Teenagers, bikers, and ATV riders have haunted the park since it closed. Marquardt admits that she was one of them. She remembers coming across a squatter she and her friends knew only as Mr. White. A lot of the structures were still standing then, though many signs had been removed or stolen.
Tom Hennigan, an officer of the Jersey Off Road Bicycle Association (JORBA), said he rode the park almost as soon as he moved to the area in 1999. One popular JORBA spot is called Dump Truck Hill because there was an abandoned dump truck on top, though at some point before the park re-opened, the dump truck disappeared.
Plans to redevelop the property came and went, including an effort by Warner Brothers to rezone part of it for housing. Finally, in 1988 the state of New Jersey bought it and put it under the authority of Ringwood State Park.
In 2006, JORBA obtained permission to start building trails in the park, and that November more than 50 volunteers went in and filled two dumpsters with “junk and/or things that were deemed unsafe,” says Arthur White, volunteer coordinator for Ringwood State Park (and no relation to the squatter). That included partially collapsed buildings and a lot of jagged metal. “If you’re going to be promoting use, you wouldn’t want people to fall on that kind of stuff,” he says.
Today there are about 12 miles of what Jeff Mergler calls “stacked loops” of single-track trails. (Mergler was part of the original trail-building group but now lives in Washington State.) Stacked loops incorporate smaller loops into bigger ones. A walker can pick a one-mile course that loops from the parking lot and back while trail runners can extend a route to a total of three to five miles, and mountain bikers can ride the full extent. “The idea was that we would stack these loops and cater to all,” Mergler says. Single-track trails are about 18 inches wide, which is big enough for people on bikes or on foot, but not for ATVs.
JORBA continues to plan and build more trails with Ringwood State Park’s approval. “The more legitimate trail users you can put into a piece of property, the less of the illegitimate trail users there will be,” Mergler says.
Tynan, the biker I met when I first parked at Jungle Habitat, visited the park twice as a kid. “It felt like a jungle atmosphere,” she says. Though now, as an adult, she’s been back far more often with her mountain bike, and she sent me her own cellphone snaps of the tiger cage bones the day after we met.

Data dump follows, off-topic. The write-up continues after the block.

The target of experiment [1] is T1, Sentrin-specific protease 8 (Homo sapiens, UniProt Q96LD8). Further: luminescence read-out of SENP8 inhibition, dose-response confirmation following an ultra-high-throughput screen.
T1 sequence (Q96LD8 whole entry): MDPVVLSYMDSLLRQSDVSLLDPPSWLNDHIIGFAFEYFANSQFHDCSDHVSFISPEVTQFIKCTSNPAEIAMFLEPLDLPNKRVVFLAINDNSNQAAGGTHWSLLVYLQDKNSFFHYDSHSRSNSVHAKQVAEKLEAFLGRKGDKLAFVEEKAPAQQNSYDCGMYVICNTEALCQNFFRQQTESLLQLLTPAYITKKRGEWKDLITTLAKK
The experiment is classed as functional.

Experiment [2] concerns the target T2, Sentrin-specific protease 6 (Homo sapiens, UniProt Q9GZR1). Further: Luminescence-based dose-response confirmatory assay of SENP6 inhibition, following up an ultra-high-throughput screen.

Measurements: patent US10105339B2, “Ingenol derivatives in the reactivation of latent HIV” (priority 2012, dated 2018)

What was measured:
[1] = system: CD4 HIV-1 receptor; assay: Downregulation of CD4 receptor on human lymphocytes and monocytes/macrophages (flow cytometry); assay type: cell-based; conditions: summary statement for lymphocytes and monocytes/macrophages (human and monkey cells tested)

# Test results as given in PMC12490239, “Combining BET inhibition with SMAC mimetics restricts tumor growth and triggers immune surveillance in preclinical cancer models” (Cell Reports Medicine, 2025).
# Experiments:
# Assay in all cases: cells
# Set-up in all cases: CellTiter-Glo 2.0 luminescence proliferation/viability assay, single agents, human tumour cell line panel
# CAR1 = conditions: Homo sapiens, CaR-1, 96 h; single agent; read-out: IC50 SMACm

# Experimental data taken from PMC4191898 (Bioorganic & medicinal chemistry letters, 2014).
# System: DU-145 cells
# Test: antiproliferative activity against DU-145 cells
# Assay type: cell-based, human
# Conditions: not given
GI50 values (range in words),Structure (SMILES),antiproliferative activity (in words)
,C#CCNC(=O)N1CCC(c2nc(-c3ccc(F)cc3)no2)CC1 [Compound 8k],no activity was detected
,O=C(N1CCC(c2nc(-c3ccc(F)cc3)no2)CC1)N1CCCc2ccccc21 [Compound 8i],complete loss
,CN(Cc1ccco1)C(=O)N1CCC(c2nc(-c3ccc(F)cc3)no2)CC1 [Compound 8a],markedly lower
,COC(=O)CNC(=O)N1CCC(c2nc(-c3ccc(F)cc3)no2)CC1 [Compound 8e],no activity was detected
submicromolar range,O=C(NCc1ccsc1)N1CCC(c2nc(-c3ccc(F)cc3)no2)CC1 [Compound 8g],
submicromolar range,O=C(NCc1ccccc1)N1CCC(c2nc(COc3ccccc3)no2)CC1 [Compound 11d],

Instead of trail building with the dozen volunteers who show up the August afternoon I visit the park, Tom Hennigan and I drove the road that was called Safari 1. This is not a path normally open to cars, but JORBA has keys and permission.
Though broken and rutted in spots, the roads are in better shape than I expected after 40 years of neglect. Even so, my Civic would have failed me here. Fortunately, I’d borrowed a four-wheel drive car for the trip. Branches scrape its sides as we roll by what used to be the baboon cages and tiger cages.
The fences for those cages are still there — or at least partially. Where the baboons once lived, now called the Boon Trail, you can still find antennas and strips of rubber that they had ripped off visitors’ cars. On a rock inside the tiger cage, people have stacked bones left over from the cattle the tigers once ate. Near the end of the trail, under two tunnels that lead to what had been the park’s stage, the ticket booth still stands, rotted and empty, next to a bamboo forest from which people still harvest.
There is an air of abandonment here, even though the park is open and used. On September 21, JORBA will hold JORBA in the Jungle–Jungle Jam 2014, a fundraiser that will feature group rides and kids’ rides. Race Through the Jungle, the park’s first official trail-running event, will take place October 19.
“It’s not creepy,” says Dave Van Wart, the Jungle Habitat park representative for JORBA. He’s right. The park is more densely forested now, as newer trees as wide as my fist have taken over areas that had been clearcut. And most of the old Jungle Habitat has been stripped out of the park, leaving little to remind you of the possibility of being attacked by ligers or stumbling across decapitated elephant carcasses.
Despite the absence of lions and tigers and tourists, it remains, as Haluza wrote in 1976, “peaceful and serene, like being in the middle of nowhere.”
Contemporary photos by the author. Historical photo of bear courtesy Gwen Marquardt.
The author offers special thanks to Bruce Gilliard of the West Milford Township Library, who pulled a ream of articles about Jungle Habitat from the Suburban Trends archives for her; Gwen Marquardt, for allowing the use of photos from her archives; and JORBA, for answering endless rounds of questions (and for the bug spray).
Jen A. Miller is a freelance writer based in the great Garden State. She is a regular contributor to the New York Times, Runner's World, Running Times, and the Philadelphia Inquirer. She lives in Collingswood.